Directed by Andrew Bujalski
Cornerhouse, 23 November 2013
The current (as of a few days ago) world chess champion, Magnus Carlsen, has been called ‘the hero of the computer era’ and quite rightly so.
His style of play – precise and correct, never overly aggressive – is a consequence of using the computer as a training tool and a sparring partner. The computer will treat any unwarranted aggressive move as an imprecision and punish it accordingly. You cannot play on its fears, since it has none. Carlsen’s game is phenomenally successful – just glance at his astronomical rating – yet for all that he lacks the fiery imagination of a player like Alekhine or Tal.
In this film Bujalski takes us right back to the ‘80s, to a time when computers were patzers rather than chess colossi. The computers here are barely able to compete with club players on even terms. It’s a stylishly low-fi, wonderfully observed film and the more you know about the early days of computer chess (e.g. David Levy’s famous wager, paranoia about Pentagon funding of IT research), the more you’ll appreciate it. Like the computers and the characters that operate them, the film has an awkward grace. My favourite moment occurs when one geek buttonholes another in a bar (after having specifically ordered a glass of the house red: a nice touch) and recounts an experience when his computer seemed to display an independent intelligence. He watched as it laid a series of questions on him, questions he couldn’t answer. A Turing Test Reversed, kind of.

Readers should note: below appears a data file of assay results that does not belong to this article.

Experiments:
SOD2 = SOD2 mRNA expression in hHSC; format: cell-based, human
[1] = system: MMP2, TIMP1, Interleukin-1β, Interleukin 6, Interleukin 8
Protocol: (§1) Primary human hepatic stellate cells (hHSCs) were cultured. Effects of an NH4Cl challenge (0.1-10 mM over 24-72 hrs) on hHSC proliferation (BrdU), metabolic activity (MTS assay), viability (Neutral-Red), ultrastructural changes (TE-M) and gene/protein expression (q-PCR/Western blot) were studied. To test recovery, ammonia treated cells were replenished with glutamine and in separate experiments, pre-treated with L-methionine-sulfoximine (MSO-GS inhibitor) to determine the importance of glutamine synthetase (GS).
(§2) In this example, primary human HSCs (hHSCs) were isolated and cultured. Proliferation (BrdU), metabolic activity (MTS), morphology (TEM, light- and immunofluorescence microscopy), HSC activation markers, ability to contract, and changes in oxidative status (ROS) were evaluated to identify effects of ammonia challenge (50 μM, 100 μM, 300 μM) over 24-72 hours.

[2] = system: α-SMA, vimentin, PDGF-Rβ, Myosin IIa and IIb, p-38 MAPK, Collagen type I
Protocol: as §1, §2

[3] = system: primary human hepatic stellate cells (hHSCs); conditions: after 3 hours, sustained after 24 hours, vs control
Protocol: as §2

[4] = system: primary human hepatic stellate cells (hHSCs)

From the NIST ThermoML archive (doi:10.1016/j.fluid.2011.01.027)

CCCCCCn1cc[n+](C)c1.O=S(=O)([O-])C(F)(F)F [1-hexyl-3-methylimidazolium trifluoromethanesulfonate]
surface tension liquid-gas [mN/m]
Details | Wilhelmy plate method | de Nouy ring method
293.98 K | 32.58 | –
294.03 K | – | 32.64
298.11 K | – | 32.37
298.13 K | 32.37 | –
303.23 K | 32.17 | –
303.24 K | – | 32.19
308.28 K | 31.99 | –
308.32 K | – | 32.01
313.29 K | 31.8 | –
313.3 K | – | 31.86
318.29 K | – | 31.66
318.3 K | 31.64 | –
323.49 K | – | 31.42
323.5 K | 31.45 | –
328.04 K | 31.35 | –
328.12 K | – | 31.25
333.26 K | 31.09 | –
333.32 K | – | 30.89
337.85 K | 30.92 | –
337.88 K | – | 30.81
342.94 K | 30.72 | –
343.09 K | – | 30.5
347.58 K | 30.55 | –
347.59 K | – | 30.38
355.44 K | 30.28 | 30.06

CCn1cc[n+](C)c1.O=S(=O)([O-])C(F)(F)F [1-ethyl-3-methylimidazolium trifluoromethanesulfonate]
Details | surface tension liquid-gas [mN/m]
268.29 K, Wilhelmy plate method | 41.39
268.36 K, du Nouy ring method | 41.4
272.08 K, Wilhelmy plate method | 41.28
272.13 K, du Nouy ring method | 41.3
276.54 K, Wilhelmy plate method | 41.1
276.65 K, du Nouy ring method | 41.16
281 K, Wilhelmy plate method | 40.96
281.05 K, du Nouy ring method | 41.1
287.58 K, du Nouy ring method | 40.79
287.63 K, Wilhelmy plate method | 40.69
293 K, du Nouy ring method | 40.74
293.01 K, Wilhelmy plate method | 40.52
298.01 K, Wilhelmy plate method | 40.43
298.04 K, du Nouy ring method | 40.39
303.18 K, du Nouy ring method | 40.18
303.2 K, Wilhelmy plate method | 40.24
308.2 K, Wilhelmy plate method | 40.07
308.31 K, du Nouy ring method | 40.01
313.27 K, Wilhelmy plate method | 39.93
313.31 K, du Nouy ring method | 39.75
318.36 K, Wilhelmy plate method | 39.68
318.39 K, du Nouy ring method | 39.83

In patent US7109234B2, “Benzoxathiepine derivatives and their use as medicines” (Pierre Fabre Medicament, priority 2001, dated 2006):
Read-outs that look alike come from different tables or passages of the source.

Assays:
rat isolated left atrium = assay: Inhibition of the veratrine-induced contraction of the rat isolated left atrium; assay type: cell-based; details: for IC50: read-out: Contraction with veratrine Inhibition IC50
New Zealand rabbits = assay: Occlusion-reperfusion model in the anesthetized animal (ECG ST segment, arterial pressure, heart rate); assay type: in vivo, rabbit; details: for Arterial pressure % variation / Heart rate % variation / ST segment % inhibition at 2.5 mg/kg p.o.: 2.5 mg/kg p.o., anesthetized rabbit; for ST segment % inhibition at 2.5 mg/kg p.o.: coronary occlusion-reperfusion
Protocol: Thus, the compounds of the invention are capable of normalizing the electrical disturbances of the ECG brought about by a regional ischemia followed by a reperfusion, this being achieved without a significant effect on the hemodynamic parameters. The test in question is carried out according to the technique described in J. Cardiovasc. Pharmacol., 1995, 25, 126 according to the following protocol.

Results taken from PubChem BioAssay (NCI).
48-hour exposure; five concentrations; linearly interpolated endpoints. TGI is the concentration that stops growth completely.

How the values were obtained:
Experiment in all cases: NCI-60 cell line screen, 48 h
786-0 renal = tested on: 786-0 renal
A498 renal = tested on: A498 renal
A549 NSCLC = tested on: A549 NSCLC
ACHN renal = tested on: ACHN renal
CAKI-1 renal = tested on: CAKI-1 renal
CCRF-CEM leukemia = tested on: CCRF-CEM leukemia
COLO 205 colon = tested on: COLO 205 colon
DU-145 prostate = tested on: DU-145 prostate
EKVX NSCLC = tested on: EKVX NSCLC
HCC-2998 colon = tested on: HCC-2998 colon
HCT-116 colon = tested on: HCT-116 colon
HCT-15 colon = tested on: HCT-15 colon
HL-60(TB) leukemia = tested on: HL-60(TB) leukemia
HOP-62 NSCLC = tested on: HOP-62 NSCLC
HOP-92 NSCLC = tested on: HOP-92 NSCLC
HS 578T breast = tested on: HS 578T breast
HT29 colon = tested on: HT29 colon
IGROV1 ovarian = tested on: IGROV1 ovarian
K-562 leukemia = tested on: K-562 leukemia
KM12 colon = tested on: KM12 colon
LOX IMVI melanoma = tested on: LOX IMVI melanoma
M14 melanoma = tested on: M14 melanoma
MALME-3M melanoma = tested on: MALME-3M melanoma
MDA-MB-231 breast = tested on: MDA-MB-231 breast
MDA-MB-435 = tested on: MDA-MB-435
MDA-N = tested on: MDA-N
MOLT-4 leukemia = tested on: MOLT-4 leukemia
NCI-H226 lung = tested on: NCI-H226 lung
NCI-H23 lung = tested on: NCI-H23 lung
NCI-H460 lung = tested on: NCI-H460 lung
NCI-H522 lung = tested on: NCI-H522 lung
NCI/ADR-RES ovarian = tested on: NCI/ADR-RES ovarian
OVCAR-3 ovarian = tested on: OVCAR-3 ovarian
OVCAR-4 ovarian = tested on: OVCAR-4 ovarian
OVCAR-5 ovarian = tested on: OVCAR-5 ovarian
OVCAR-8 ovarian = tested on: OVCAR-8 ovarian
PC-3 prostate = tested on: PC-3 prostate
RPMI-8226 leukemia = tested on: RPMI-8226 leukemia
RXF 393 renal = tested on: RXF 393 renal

Recently a friend claimed that computers have ruined chess, something I don’t think is quite true. They have, however, altered the game, forced it to develop in certain ways. Or accelerated its development in a direction it was heading in anyway, towards greater accuracy, more exhaustive knowledge of the opening and endgame. Mind, all areas of knowledge and many other sports have been altered by technology: cricket, tennis, rugby, athletics (miniscule false starts couldn’t have been detected without computer technology). And football will be next. The limited introduction of ‘video technology’ is just the start.
Anyway, Bujalski has made an excellent film.